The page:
kill -SIGUSR1 `pgrep autossh`

ps aux --sort=%mem,%cpu
2009-10-10 22:48:51
User: mrwill
Functions: ps
13

you can also pipe it to "tail" command to show 10 most memory using processes.

ifs () { echo -n "${IFS}"|hexdump -e '"" 10/1 "'\''%_c'\''\t" "\n"' -e '"" 10/1 "0x%02x\t" "\n\n"'|sed "s/''\|\t0x[^0-9]//g; $,/^$/d"
2009-10-10 22:41:35
User: dennisw
Functions: echo hexdump sed
2

You can display, save and restore the value of $IFS using conventional Bash commands, but these functions, which you can add to your ~/.bashrc file make it really easy.

To display $IFS use the function ifs shown above. In the sample output, you can see that it displays the characters and their hexadecimal equivalent.

This function saves it in a variable called $saveIFS:

sifs () { saveIFS=$IFS; }

Use this function to restore it

rifs () { IFS=$saveIFS; }

Add this line in your ~/.bashrc file to save a readonly copy of $IFS:

declare -r roIFS=$IFS

Use this function to restore that one to $IFS

rrifs () { IFS=$roIFS; }
tree -d
2009-10-10 21:40:56
User: bsussman
2

tree has lots of parms - man is your friend

find / -name FILENAME
find . -type d -print | sed -e 's;[^/]*/;..........;g'|awk '{print $0"-("NR-1")"}'
:set scroll=0
2009-10-10 07:38:27
User: tmsh
1

Resets the scroll parameter to the default (half the rows in the current window). The scroll parameter can be inadvertently set to 1, e..g., if you type '1 Ctrl-D' or '1 Ctrl-U' in normal mode.

( trap '' 1; ( nice -n 19 sleep 2h && command rm -v -rf /garbage/ &>/dev/null && trap 1 ) & )
2

Check out the usage of 'trap', you may not have seen this one much. This command provides a way to schedule commands at certain times by running them after sleep finishes sleeping. In the example 'sleep 2h' sleeps for 2 hours. What is cool about this command is that it uses the 'trap' builtin bash command to remove the SIGHUP trap that normally exits all processes started by the shell upon logout. The 'trap 1' command then restores the normal SIGHUP behaviour.

It also uses the 'nice -n 19' command which causes the sleep process to be run with minimal CPU.

Further, it runs all the commands within the 2nd parentheses in the background. This is sweet cuz you can fire off as many of these as you want. Very helpful for shell scripts.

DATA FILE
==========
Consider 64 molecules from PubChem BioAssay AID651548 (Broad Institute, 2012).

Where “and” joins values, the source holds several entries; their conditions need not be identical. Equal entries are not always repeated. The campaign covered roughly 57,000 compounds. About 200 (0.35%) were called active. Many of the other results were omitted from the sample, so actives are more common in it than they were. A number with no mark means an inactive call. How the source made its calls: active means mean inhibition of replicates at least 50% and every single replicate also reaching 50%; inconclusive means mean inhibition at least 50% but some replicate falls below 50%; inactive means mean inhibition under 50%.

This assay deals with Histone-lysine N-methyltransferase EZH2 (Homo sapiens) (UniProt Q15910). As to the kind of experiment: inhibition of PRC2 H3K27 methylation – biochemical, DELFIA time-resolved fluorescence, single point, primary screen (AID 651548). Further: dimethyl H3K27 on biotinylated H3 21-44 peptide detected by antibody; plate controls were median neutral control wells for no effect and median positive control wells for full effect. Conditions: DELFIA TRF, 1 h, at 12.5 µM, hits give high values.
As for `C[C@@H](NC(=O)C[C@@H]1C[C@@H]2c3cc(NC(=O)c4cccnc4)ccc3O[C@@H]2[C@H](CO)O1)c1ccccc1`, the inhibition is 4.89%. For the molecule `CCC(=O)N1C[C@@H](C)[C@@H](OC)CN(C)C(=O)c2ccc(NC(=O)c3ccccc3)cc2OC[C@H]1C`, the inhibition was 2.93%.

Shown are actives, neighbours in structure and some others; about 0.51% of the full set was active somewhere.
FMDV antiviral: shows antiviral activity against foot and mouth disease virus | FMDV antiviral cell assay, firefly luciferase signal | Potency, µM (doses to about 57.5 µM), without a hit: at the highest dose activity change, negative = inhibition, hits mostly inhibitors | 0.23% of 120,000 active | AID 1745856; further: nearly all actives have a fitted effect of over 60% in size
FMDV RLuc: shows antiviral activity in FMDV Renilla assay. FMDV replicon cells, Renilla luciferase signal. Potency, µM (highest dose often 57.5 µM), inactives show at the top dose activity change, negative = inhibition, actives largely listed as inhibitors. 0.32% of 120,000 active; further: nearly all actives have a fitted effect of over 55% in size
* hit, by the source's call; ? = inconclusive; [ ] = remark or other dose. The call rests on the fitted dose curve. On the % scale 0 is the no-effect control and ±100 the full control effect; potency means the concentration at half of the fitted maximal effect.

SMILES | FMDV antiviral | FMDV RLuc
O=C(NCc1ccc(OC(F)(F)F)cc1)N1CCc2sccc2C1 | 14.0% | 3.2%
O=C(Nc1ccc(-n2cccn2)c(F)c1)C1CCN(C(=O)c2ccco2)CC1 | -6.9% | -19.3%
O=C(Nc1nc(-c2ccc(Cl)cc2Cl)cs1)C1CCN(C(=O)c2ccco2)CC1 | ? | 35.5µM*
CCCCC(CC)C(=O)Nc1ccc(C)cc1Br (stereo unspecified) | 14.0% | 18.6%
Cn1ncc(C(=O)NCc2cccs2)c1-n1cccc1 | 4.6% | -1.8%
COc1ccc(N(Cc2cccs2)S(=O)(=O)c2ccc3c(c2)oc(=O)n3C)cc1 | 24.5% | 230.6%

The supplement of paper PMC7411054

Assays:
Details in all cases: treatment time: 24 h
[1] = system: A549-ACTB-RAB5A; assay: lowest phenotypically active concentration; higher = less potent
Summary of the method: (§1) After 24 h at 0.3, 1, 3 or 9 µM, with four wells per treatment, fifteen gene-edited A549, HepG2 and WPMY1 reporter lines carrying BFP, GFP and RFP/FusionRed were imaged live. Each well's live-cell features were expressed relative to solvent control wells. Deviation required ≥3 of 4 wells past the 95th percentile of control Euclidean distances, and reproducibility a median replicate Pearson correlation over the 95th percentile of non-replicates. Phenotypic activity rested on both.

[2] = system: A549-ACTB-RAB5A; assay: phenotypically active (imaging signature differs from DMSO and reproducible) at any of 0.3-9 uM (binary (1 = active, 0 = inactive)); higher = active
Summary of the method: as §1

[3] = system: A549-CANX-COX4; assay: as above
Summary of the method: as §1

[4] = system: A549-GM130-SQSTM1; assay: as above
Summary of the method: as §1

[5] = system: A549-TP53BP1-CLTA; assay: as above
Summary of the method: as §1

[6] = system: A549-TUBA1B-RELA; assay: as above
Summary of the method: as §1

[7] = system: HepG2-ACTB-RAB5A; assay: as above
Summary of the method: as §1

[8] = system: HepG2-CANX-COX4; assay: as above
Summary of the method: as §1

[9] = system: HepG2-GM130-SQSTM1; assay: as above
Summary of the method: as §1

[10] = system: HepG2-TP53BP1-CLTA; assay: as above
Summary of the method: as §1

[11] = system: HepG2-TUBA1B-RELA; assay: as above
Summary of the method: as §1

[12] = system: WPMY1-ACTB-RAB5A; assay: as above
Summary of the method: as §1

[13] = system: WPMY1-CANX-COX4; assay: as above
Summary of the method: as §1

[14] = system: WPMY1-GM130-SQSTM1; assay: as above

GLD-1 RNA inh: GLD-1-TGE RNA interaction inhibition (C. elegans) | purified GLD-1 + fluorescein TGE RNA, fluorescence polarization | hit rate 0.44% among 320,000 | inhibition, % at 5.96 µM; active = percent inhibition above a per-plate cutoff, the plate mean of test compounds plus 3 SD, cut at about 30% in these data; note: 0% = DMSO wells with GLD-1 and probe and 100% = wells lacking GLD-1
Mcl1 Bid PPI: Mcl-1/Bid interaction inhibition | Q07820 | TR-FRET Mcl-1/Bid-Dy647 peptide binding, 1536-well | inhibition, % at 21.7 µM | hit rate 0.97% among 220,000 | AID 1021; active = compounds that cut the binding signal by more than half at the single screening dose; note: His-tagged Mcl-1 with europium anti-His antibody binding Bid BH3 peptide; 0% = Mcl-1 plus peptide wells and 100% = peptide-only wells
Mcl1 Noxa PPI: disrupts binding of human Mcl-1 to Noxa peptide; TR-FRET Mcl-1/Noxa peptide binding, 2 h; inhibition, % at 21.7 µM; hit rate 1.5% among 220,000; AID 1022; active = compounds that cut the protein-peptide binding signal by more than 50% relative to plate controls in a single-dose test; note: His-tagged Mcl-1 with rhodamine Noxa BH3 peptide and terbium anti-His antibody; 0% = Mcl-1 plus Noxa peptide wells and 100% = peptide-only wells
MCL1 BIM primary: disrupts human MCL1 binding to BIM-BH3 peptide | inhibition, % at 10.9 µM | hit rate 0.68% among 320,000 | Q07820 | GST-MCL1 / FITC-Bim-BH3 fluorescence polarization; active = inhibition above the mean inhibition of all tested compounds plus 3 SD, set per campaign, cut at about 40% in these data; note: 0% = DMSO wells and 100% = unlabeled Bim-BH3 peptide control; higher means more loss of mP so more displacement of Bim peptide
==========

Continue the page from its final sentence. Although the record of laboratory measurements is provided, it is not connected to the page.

ps -ef | grep pmon
find . -type f -printf "%h\n" | cut -d/ -f-2 | sort | uniq -c | sort -rn
2009-10-09 23:49:53
User: ivancho
Functions: cut find sort uniq
Tags: file count
6

counts the total (recursive) number of files in the immediate (depth 1) subdirectories as well as the current one and displays them sorted.

Fixed, as per ashawley's comment

arping 192.168.1.2
2009-10-09 21:39:35
5

arping sends ARP requests to a neighboring host. This won't work if there is an ARP subnet gateway in the middle. If there is, you'll just get the gateway's MAC address not the host's address you are really trying to get to.

watch -n60 du /var/log/messages
2009-10-09 18:37:45
User: matrixguy
Functions: du watch
8

use "watch" instead of while-loops in these simple cases

while [ 1 ]; do du /var/log/messages;sleep 60; done
2009-10-09 17:22:19
User: savanik
Functions: du
0

Got a file you're generating and you want the size without typing in 'ls -l file' all the time? Use this instead.

head -c10 <(echo $RANDOM$RANDOM$RANDOM)
2009-10-09 15:09:02
User: jgc
Functions: echo head
Tags: HEAD random
0

Makes use of $RANDOM environment variable.

if [ "$testnum" -eq "$testnum" 2>/dev/null ]; then echo It is numeric; fi
2009-10-09 14:57:27
User: jgc
Functions: echo
0

Using the standard numeric comparison but suppressing the STDERR output acts as the simplest way to check a value is numeric. See sample output for some examples.

echo $X | egrep "^[0-9]+$"
tr -c -d 0-9 < /dev/urandom | head -c 10
netstat -an|grep -ci "tcp.*established"
2009-10-09 01:08:18
User: romulusnr
Functions: grep netstat
3

If you want prepend/append text just wrap in echo:

echo Connected: `netstat -an|grep -ci "tcp.*established"`
for USER in `ls /var/spool/cron`; do echo "=== crontab for $USER ==="; echo $USER; done
grep $'\t' file.txt